ISLAMABAD: An escalation between India and Pakistan is highly unlikely, but the upcoming change of command in the Pakistan Army and general elections in both neighbouring countries would not allow for any major progress towards normalisation of bilateral ties either, at least for another couple of years.

This was the crux of a discussion between current and former senior Pakistani and Indian diplomats and security officials, including those from the intelligence agencies of the two countries, and politicians at an event hosted by the International Institute for Strategic Studies, an international think tank, in Muscat.

Read: Four reasons why Pakistan and India should make peace now

Held last weekend, the meeting, which was a sort of Track 1.5 engagem­ent, covered a wide range of topics that keep influencing the India-Pakistan relationship, fraught with mutual mistrust and antagonism. Besides the usual topics like Kashmir, terrorism and trade, the two sides also excha­n­ged views on developments related to China and Afghanistan, as these could potentially alter the regional calculus.

One participant said the objective of the meeting was to talk about the potential risks of escalation and possibilities of normalisation between the two nuclear-armed neighbours, who have had minimal engagement for nearly two decades, more so since India annexed occupied Kashmir by revoking Article 370 in August 2019.

‘Track 1.5’ style consultation precludes any tangible steps until after appointment of army chief in Pakistan, elections in both countries

“No major steps are likely as the Indians seem comfortable that there is no crisis and LoC ceasefire is holding,” one of the dialogue participants told Dawn while sharing a sense of the discussion.

While Prime Minister Narendra Modi looks to transform India into a principally Hindu nation, inflaming anti-Muslim sentiments and anti-Pakistan rhetoric, many felt hopeful when PM Modi greeted the newly elected Prime Minister Shehbaz Sharif in April. The optimism was premised on the assumption that the Sharifs and their principal ally PPP, whose chairman was given the charge of foreign ministry, have traditionally been more amenable to improvement in ties with India.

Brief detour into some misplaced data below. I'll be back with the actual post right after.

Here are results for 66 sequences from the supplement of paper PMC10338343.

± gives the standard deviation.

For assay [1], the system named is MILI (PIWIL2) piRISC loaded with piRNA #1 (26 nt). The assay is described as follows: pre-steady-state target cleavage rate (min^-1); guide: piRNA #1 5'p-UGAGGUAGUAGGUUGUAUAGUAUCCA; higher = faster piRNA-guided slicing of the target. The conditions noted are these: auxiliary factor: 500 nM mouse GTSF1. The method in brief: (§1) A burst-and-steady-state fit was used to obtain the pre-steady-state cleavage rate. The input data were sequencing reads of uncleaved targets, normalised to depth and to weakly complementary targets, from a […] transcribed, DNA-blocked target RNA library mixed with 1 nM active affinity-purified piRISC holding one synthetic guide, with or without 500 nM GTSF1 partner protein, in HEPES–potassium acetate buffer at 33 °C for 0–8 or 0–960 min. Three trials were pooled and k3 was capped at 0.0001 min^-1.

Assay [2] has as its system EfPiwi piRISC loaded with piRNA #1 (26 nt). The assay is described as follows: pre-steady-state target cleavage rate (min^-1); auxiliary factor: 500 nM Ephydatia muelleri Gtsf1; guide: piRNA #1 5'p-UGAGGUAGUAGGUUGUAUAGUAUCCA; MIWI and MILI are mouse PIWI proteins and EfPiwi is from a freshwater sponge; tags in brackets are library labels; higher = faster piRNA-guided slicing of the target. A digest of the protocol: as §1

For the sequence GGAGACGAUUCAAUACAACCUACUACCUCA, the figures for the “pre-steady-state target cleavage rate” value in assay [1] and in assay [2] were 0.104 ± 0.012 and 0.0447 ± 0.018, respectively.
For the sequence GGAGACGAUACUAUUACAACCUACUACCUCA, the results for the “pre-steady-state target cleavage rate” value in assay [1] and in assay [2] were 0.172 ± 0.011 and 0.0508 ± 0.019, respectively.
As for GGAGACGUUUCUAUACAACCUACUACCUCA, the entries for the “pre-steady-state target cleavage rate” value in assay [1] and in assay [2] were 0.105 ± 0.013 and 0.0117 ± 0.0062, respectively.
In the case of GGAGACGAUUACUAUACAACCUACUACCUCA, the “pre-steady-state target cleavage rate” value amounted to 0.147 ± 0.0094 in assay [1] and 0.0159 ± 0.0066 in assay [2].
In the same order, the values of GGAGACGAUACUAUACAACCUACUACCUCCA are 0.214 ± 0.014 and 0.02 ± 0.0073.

Mr Khan, in contrast, had kept a harsh tone on India. Yet, no progress took place.

The strategists in India, according to what some Indian participants said du­­ring the Muscat meeting, now believe that Pakistan is in a transition phase with a new army chief set to take command towards the end of November and elections likely in 2023. Therefore, they think now is not the right time to make any peace overtures.

Moreover, India will be holding elections in 2024.

Contrary to public perception of PM Shehbaz being soft on India, the Indian participants said they see little difference in Pakistan’s India policy under the incumbent and former premiers. Talking about the possible outcomes of 2023 elections, they felt if Mr Khan returns to the office, he would be better positioned for a meaningful dialogue with India.

The Indian focus during this period would, therefore, be on maintaining the status quo rather than going for normalisation.

At the same time, they believe resumption of trade could be helpful for improving the environment for an eventual normalisation, whenever it takes place.

A Pakistani participant, while emphasising that Indians were not serious about normalisation and used terrorism allegations as a coverup for avoiding engagement, reminded that Pakistan had recently provided intelligence to India that led to arrest of militants in Ahmedabad, but still there was no reciprocation from Delhi.

Published in Dawn, September 25th, 2022

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